Young African Entrepreneurs: The coronavirus pandemic presents new challenges to every dimension of life as we know it. With the global effort to reduce the spread of the virus, it has become clear that government intervention may not be enough to tackle the looming economic crisis, especially in Africa – the continent worst hit financially.
Young African entrepreneurs are rising to the challenge, launching innovative business ideas, and collaborating to support communities and create safe spaces to reduce the number of infected cases across the continent.
Here are 6 African young entrepreneurs tackling the pandemic:
Olivia Onyemaobi, Pad up – Nigeria
Since the pandemic, Olivia Onyemaobi’s company, Pad Up has produced and distributed over 100,000 breathable sterile face masks to medical personnel in Nigeria.
Her company, Pad-Up Creations started as a social enterprise, manufacturing washable and reusable sanitary pads as sustainable solution for girls and women in Africa. Her company made history in May 2020 when it became the first and only reusable sanitary pads certified by NAFDAC in Nigeria.
Since inception, her business has created 103 permanent jobs and empowered over 16,000 women who earn wages through the distribution of sanitary pads.
Mohammed Akamara, Light Salone Innovation – Sierra Leone
To combat the spread of the coronavirus through contact, Mohammed Akamara, an entrepreneur from Sierra Leone and beneficiary of the TEF Entrepreneurship Programme, launched Lili Tap to help Africans in Sierra-Leone with a safer and unique handwashing system for small communities.
Launched by his business, Light Salone Innovation, Lili Tap involves opening and closing the tap with a foot working down a lever system.
The solution has been endorsed by the government of Sierra-Leone and is currently being rolled out in communities, homes, offices, business places, markets, and schools.
Nkem Okocha, Mama Moni – Nigeria
Nigerian-based entrepreneur and TEF alumnus, Nkem Okocha repurposed her business to support low income women in her community who are in dire need of help and support to feed their families.
Her business, Mama Moni, which offers low-income earning women access to micro-loans and opportunities for capacity building, stepped in to support the fight against COVID-19 by donating proceeds of the sales of its liquid soap (Levanter Handwashing Soap) to its community of women.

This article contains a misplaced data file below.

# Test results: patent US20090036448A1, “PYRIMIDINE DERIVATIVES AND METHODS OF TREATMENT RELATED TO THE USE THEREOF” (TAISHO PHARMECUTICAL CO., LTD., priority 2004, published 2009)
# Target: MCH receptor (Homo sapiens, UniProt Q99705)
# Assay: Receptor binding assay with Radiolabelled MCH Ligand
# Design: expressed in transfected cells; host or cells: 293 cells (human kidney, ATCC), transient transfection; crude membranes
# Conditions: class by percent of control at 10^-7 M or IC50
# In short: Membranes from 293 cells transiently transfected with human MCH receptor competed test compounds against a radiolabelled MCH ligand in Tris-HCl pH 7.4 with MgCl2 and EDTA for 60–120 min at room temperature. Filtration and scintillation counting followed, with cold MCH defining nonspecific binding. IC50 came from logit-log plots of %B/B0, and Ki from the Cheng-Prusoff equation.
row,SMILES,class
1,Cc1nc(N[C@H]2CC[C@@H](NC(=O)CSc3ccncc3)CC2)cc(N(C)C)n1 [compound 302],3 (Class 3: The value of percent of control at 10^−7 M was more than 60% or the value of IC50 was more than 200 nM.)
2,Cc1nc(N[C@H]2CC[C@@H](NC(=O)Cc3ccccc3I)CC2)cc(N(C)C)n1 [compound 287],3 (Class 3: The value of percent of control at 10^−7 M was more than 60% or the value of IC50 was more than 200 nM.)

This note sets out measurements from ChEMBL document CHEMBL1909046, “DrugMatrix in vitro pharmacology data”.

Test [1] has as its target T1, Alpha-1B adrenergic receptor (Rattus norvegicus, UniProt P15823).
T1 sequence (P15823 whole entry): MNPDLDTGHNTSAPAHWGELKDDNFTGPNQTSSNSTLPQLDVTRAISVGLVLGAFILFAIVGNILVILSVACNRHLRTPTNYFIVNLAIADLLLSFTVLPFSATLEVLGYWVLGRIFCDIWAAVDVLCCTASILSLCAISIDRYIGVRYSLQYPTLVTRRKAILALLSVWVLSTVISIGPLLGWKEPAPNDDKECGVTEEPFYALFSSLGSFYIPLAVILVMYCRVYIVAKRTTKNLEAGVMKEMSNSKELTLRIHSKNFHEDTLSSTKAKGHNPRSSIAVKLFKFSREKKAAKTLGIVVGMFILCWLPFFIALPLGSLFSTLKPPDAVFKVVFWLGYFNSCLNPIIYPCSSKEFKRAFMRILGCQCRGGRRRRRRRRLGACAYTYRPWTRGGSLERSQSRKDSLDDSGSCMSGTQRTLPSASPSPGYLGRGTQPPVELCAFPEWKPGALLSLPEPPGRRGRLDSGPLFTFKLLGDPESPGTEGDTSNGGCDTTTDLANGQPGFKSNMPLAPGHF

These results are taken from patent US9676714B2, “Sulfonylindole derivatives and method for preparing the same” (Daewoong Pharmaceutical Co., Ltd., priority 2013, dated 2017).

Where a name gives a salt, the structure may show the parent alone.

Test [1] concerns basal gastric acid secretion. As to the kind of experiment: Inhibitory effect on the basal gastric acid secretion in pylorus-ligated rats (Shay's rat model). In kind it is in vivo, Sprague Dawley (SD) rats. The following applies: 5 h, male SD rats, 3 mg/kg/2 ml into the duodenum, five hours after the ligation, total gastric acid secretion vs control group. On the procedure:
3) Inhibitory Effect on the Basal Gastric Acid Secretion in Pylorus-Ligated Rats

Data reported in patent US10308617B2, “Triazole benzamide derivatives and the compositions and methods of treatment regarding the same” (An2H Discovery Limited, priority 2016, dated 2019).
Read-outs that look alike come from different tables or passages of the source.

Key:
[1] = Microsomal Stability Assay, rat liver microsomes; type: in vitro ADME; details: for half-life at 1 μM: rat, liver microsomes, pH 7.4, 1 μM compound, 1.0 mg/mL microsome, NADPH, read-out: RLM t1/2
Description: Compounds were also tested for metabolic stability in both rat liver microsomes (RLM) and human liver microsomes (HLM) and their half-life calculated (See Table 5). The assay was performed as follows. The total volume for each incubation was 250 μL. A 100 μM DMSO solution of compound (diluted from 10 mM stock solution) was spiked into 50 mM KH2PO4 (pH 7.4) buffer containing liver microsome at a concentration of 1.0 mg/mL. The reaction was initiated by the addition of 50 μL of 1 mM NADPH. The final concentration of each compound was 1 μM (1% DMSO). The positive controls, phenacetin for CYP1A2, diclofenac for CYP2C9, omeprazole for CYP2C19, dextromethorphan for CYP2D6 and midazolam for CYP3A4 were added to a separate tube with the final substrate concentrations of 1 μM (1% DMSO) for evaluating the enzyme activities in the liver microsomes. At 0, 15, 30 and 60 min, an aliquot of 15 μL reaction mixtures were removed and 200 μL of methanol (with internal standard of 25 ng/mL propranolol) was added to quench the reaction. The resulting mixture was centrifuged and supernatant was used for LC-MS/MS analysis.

Marie-Christina Kolo, Alt.soap – Madagascar
In Madagascar, TEF alumnus, Marie-Christina Kolo took a proactive step to the pandemic, launching “Alt.soap”, an eco-friendly soap gel that does not require rinsing with water.
Her idea was developed to help the poorest in Madagascar, who do not have the access to water and soap, and to help people stay safe. To produce Alt.soap, Marie and her team collect and treat used cooking oil from canteens and restaurants with non-chemical products and then pass it into a centrifuge, where it is mixed with soda.
Dr. Adereni Abiodun, HelpMum – Nigeria
HelpMum, a social enterprise with the mission to reduce maternal and infant mortality in Nigeria embarked on a response plan to the pandemic.
HelpMum’s Founder and TEF Alumnus, Dr. Adereni Abiodun began the distribution of 10,000 face masks to nurses and traditional birth attendants in primary health centres and rural areas, as well as pregnant women and nursing mothers in underserved communities.
The HelpMum face mask was also included in the company’s clean birth kits to protect nurses, traditional birth attendants and community health workers and ensure safe and hygienic delivery in rural and underserved areas during the pandemic.
Laud Basing, Incas Diagnostics – Ghana
Founder of Incas Diagnostics and TEF entrepreneur, Laud Basing, launched a rapid Covid-19 test kit.
The test kit incorporates an app that handles a symptom assessment checker, result update and tracking of the patient’s location which is pushed to public health authorities. The solution has won awards.
His company is a medical diagnostic development and manufacturing social enterprise in Ghana, using low-cost, easy-to-use, point-of-care diagnostic test kits designed specifically for Africa.
About The Tony Elumelu Foundation
The Tony Elumelu Foundation is the leading philanthropy empowering a new generation of African entrepreneurs, driving poverty eradication, catalysing job creation across all 54 African countries, and ensuring inclusive economic empowerment. Since the launch of the TEF Entrepreneurship Programme in 2015, the Foundation has trained over 1.5 million young Africans on its digital hub, TEFConnect, and disbursed nearly USD$100 million in direct funding to 18,000 African women and men, who have collectively created over 400,000 direct and indirect jobs. The Foundation’s mission is rooted in Africapitalism, which positions the private sector, and most importantly entrepreneurs, as the catalyst for the social and economic development of the African continent.
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